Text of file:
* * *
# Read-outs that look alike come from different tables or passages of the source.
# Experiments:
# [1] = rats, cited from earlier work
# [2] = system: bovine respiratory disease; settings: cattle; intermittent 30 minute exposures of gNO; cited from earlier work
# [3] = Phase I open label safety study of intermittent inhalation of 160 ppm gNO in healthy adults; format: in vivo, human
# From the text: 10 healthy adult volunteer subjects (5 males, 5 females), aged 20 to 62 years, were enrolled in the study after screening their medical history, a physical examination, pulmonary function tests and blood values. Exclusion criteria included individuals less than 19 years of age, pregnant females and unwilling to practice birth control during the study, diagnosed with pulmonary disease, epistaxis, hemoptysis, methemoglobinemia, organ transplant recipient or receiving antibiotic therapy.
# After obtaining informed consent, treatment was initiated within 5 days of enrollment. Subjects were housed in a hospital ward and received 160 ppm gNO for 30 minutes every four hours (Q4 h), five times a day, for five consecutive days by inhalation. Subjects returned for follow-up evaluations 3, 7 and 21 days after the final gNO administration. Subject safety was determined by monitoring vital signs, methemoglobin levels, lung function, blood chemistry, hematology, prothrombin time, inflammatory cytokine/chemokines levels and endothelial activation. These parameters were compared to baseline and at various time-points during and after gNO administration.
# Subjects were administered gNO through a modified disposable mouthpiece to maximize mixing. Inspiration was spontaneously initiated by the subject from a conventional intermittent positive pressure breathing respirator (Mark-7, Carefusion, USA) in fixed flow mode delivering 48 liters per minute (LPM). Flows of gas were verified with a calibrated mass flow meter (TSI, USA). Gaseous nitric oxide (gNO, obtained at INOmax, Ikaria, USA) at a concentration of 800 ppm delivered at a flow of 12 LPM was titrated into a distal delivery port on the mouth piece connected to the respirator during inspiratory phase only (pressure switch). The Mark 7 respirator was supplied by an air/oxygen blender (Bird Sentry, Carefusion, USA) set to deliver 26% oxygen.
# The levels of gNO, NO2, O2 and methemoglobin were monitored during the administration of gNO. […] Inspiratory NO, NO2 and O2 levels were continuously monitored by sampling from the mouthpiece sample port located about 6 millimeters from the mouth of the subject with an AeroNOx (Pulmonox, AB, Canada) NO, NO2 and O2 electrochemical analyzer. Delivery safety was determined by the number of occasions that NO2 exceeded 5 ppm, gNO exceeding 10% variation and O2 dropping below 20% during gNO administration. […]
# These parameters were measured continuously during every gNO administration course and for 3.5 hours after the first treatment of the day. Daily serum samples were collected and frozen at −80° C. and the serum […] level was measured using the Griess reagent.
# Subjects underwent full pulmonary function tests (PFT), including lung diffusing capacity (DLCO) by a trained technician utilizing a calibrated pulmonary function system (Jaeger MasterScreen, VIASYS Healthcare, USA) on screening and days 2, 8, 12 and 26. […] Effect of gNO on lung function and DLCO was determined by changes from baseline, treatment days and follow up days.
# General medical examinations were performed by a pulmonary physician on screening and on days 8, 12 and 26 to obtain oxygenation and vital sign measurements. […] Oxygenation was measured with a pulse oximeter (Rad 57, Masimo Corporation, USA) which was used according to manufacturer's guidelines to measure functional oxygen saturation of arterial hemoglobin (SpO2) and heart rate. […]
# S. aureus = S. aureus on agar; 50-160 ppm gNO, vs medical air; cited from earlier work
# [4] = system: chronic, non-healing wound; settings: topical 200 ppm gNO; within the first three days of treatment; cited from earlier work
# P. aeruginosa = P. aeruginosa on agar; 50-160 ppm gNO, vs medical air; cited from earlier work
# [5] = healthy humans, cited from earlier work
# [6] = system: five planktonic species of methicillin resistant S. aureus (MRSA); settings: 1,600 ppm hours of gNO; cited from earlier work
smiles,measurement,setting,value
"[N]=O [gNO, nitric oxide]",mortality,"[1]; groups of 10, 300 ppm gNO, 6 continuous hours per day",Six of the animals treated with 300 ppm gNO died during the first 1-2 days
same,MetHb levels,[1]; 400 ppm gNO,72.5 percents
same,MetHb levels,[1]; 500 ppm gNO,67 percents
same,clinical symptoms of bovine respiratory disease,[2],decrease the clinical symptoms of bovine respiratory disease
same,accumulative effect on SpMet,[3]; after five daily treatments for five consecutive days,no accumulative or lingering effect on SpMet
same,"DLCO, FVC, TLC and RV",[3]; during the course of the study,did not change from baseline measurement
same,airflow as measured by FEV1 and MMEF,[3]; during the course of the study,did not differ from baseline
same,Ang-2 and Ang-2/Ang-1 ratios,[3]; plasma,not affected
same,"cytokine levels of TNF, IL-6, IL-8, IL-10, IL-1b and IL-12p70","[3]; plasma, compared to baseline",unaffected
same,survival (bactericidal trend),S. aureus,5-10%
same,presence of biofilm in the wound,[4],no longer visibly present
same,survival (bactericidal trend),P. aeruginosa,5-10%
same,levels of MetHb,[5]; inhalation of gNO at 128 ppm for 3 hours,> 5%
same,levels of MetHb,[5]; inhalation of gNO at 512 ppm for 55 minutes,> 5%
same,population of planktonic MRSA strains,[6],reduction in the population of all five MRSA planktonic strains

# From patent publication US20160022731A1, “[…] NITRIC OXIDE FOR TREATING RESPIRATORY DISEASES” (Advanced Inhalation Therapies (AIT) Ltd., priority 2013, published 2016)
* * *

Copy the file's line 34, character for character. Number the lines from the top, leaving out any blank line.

# From patent publication US20160022731A1, “[…] NITRIC OXIDE FOR TREATING RESPIRATORY DISEASES” (Advanced Inhalation Therapies (AIT) Ltd., priority 2013, published 2016)